President Xi Jinping said at the United Nations General Assembly in September that China would achieve carbon neutrality before 2060, the first time the world’s biggest emitter of carbon dioxide has committed to ending its net contribution to climate change.
If delivered, the pledge would bring about the biggest reduction in projected global warming of any climate commitment made to date, according to research consortium Climate Action Tracker.
Thematic Context: “It is clear that infrastructure building fueled by the “Green Narrative” & “ESG Investing” will underpin the reason for unlimited money printing. This is inflationary in nature and is the Fed front running its mandate by buying up TIPs? (Treasury Inflation-Protected Security (TIPS) is a Treasury bond that is indexed to an inflationary gauge to protect investors from the decline in the purchasing power of their money.) Watching this closely as the inflation narrative remains a key theme. Inflation is good for Hard Assets like Gold & Silver.” — 29th Sep 2020
“We believe rare earths will be in a supercycle in the years ahead as it is essential to the “Green Narrative” that underpins most ESG (ESG stands for Environmental, Social, and Governance. Investors are increasingly applying these non-financial factors as part of their analysis process to identify material risks and growth opportunities) investment mandates that are being adopted by institutions globally. Additionally, in the context of deglobalization, rare earth miners and supply chains outside of China will only become more valuable over the next decade. One particular company we are monitoring is Lynas Corp. which is really the only company actually producing meaningful amounts of REs outside of China.” — 1st Oct 2020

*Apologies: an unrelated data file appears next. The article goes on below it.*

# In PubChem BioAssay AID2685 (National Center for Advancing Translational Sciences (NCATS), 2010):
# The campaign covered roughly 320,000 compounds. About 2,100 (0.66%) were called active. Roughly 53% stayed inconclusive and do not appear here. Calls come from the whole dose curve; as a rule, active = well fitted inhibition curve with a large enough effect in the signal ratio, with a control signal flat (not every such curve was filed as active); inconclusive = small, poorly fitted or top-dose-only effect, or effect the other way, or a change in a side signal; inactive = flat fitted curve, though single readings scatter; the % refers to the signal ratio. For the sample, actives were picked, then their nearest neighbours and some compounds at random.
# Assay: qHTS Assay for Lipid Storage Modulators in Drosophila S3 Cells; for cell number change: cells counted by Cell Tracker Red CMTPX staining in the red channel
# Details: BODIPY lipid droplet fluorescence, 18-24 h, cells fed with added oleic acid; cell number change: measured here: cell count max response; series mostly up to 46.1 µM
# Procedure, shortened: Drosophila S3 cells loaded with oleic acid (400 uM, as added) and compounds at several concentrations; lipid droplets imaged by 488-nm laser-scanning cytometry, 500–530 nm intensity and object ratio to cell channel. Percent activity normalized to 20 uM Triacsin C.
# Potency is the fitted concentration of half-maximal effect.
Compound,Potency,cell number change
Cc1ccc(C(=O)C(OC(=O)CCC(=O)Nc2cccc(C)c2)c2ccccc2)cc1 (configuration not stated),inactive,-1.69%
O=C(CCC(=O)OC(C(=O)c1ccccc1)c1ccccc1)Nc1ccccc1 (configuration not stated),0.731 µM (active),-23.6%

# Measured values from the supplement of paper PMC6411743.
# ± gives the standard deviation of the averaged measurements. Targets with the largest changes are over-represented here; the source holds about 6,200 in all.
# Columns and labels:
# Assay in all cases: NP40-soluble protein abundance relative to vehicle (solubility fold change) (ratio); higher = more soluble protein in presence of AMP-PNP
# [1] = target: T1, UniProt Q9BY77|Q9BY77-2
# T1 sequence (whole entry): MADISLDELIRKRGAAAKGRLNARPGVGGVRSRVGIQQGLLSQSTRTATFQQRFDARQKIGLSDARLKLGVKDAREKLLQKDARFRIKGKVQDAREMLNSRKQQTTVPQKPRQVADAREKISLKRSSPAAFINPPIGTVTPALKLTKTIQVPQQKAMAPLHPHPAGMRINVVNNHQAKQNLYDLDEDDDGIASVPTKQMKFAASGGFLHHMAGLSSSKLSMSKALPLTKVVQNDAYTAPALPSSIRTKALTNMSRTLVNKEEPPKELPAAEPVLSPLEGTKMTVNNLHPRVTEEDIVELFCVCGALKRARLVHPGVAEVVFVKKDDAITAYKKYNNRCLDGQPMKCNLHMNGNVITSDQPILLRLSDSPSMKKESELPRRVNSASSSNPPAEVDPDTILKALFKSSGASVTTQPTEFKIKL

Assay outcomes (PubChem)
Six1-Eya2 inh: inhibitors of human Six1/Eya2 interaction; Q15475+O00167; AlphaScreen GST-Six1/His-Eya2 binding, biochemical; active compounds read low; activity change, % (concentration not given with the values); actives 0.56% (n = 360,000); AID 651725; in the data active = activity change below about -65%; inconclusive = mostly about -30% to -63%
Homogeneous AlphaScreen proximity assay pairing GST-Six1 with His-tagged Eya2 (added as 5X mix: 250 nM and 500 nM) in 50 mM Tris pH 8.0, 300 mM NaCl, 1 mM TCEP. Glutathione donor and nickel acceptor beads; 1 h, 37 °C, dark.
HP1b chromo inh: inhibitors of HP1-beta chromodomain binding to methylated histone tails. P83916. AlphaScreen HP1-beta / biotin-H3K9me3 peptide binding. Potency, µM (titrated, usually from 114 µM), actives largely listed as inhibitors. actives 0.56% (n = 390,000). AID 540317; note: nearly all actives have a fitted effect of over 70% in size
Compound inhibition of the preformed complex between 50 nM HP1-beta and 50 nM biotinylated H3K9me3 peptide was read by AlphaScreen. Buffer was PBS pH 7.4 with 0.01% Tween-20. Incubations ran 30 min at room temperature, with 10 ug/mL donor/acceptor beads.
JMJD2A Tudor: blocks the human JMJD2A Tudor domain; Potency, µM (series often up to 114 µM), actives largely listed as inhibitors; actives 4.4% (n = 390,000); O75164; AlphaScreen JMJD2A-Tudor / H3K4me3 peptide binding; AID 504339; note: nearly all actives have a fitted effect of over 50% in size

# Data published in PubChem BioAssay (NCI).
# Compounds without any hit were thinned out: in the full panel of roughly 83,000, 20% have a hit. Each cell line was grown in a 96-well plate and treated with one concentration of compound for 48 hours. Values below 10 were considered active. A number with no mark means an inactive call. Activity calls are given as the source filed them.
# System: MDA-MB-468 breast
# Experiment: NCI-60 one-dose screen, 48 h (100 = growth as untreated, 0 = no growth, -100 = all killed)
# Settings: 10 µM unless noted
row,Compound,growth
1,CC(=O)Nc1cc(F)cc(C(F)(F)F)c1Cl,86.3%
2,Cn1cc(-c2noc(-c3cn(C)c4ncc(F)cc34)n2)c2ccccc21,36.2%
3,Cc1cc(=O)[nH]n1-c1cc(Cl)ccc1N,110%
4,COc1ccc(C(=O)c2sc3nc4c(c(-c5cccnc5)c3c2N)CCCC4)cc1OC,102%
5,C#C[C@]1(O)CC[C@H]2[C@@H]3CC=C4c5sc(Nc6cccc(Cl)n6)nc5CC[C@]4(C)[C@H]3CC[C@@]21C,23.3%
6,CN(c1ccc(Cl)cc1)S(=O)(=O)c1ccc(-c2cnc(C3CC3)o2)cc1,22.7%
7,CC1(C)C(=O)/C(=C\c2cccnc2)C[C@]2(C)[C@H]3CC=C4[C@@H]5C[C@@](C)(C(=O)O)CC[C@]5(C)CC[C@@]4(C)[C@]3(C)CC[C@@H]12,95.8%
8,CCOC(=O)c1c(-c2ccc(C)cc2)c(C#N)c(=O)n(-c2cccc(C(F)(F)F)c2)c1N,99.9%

The European Central Bank will publish the minutes of its September policy meeting as policymakers find themselves increasingly under the spotlight for their diverging views. Differences over the deflationary impact of a stronger EUR and how the pandemic asset purchases are conducted have been sending conflicting signals about where the ECB stands on these issues, casting doubt on the Bank’s ability to respond effectively should another round of stimulus be required. In the meantime, the single currency has been taking its cues from the USD, as its rally fizzles out.
One of Christine Lagarde’s priorities when she took over the helm at the ECB was to unite a Governing Council left divided by her predecessor, Mario Draghi. But although her efforts paid off at the height of the pandemic crisis in March and later again in June when policymakers approved a total of almost €1.5 trillion in asset purchases, the fragile truce between the hawks and the doves could soon unravel, if it hasn’t already.
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Phan Vee Leung
CIO & Founder, TrackRecord